TIPS WITH TONY: 3D Printing Living Hinges

Did you know that living hinges are possible with 3D printing? Here are a few things areas to keep in mind when designing hinge functions so your part’s functionality and integrity remain intact.

We offer two processes for 3D printing thermoplastic or thermoplastic-like materials: selective laser sintering (SLS) and stereolithography (SL). But only SLS will produce parts with the functionality required for a living hinge.

An SLS part with living hinge functionality.

Anytime we see the potential for a living hinge in a 3D-printed part, we will strongly guide you to SLS. SLS uses nylon thermoplastic, primarily PA 850 Black, which is a nylon 11 material. PA 850 has an increased EB of 14-51% followed by ALM PA 650 with an EB of 24%.

However, you can’t take a part that was produced in PA 850 or ALM PA 650 and expect it to function as a living hinge without a secondary process first. When you have a living hinge, we need to know what direction or the range of motion in which the hinge may function. This is critical as we anneal the part by heating it to 250-275°F and flex the hinge in the intended range of motion. This extends the life of the living hinge by stretching the material instead of fracturing the links of resin.

SL offers thermoplastic-like materials, but they are not be recommended for living hinge applications. Somos 9120 is our most flexible material of all SL resins with an elongation at break (EB) of 15-25%.

Not any design of a living hinge will work, especially if you are accustom to designing, for example, for injection-molded polypropylene lids on those wet wipe containers.

First, forget about what you have learned about traditional living hinge design, as a hinge in SLS can’t be 0.013 in. thick, which can lead to part breakage. Ideally, we recommend a thickness range of 0.020 in to 0.040 in. thickness in the horizontal build direction in order for the part to stretch and fold over on itself.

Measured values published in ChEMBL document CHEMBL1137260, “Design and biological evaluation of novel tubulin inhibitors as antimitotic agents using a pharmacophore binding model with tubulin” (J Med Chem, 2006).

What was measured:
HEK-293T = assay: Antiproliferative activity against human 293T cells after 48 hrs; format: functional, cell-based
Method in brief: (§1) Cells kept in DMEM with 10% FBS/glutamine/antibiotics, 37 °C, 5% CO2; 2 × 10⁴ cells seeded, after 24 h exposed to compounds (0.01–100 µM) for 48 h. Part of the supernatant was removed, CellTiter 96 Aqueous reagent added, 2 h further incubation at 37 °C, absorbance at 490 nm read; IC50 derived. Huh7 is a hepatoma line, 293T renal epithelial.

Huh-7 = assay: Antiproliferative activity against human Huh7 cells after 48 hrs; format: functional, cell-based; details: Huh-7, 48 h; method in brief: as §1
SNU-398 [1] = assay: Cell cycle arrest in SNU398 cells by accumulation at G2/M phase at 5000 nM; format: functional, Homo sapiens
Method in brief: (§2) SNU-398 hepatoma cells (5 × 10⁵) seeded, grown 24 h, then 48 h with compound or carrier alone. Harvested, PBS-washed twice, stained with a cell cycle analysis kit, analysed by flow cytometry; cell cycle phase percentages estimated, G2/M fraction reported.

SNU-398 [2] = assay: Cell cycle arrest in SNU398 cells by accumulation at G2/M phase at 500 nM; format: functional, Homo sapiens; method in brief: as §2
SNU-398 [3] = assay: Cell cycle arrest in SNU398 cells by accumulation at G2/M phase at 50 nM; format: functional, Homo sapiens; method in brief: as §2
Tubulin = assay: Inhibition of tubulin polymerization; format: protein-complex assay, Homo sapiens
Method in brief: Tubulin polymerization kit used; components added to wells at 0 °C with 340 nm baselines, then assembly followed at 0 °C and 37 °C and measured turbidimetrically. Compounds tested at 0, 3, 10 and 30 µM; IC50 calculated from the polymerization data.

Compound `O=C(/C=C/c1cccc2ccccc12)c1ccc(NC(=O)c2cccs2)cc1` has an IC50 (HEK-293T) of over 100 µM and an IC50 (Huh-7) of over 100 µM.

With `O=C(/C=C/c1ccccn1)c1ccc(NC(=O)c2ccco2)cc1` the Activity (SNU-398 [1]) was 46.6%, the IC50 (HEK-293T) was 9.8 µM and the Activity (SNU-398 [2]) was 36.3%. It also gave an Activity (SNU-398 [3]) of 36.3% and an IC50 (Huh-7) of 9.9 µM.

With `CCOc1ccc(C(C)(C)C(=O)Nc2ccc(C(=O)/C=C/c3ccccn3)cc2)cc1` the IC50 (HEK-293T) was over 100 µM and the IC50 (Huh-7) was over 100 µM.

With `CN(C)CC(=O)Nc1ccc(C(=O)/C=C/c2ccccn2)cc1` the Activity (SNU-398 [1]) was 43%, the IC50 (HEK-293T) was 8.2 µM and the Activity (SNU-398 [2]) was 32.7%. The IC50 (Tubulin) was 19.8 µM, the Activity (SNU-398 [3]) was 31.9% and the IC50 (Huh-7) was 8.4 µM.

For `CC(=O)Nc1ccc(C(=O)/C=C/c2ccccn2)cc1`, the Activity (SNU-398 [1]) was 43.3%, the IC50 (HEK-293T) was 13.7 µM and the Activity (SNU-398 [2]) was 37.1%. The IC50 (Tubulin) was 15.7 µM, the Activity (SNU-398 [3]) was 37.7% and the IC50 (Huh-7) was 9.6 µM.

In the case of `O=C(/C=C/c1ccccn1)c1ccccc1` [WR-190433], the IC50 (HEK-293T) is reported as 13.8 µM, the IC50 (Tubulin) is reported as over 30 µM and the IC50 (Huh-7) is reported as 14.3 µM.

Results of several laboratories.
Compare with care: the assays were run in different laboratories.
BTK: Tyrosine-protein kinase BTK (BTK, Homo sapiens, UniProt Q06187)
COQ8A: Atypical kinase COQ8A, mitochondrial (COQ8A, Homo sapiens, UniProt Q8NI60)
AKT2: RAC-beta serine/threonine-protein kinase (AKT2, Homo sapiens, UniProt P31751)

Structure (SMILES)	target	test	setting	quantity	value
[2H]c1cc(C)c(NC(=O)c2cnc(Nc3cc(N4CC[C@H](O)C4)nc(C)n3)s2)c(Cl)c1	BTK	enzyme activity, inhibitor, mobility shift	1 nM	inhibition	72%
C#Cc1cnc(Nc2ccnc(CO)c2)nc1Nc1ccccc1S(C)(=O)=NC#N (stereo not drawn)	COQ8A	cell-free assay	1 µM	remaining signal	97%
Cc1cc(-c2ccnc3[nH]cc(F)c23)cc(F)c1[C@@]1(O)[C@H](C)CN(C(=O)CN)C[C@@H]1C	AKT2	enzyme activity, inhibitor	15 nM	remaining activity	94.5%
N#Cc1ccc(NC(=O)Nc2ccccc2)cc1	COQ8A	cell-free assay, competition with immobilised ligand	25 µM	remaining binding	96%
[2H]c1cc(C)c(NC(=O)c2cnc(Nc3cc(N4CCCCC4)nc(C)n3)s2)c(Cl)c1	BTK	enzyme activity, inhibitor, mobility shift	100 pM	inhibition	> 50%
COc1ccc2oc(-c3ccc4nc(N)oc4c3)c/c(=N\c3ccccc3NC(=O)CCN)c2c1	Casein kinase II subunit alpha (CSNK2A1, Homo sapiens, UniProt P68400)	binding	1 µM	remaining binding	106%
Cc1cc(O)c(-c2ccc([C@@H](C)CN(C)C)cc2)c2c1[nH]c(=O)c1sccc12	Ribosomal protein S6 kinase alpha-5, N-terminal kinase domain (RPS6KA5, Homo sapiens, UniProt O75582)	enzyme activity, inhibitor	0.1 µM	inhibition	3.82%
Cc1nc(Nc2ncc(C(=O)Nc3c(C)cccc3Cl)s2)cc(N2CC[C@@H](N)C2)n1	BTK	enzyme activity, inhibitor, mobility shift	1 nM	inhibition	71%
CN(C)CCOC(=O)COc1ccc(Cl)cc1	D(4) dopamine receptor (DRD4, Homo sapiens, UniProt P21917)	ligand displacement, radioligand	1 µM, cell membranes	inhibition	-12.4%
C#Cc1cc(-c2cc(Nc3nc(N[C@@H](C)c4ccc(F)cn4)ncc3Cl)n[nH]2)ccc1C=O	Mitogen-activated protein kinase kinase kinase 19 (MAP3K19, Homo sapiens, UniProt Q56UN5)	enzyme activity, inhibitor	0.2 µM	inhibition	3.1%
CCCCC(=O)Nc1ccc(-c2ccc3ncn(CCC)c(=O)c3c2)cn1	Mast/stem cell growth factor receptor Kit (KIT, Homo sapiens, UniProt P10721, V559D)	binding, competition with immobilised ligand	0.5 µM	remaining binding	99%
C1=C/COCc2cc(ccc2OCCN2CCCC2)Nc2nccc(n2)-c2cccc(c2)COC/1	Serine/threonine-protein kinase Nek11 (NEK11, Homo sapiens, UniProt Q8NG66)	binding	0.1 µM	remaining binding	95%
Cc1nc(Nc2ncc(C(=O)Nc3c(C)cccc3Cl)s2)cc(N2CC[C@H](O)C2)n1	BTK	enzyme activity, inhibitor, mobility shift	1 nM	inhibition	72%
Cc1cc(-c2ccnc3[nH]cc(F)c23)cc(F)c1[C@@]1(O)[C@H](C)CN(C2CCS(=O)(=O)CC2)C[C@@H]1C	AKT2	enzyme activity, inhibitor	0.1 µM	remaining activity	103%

Secondly, we require the length of the hinge to be much longer than an injection-molded design. For a 90-degree bend, we typically like to see a minimum length of 0.050 in., and for a 180-degree bend, a minimum length of 0.150 in. is recommended.

There is no guarantee number of flex cycles your hinge may be able to withstand, but we have seen parts able to withstand hundreds. To ensure your parts function as needed, please contact our customer service engineers by calling 877.479.3680 or by emailing them at

This entry was posted in Tips with Tony and tagged , , , by Tony Holtz. Bookmark the permalink.

About Tony Holtz

Tony is a technical specialist at Proto Labs with more than 10 years of experience ranging from CNC mill operator to mold designer to customer service engineer. While his formal education is in industrial machinery operations, he has extensive knowledge and experience in both traditional and advanced manufacturing processes and materials. Throughout his tenure at Proto Labs, Tony has worked with countless designers, engineers and product developers to improve the manufacturability of their parts.

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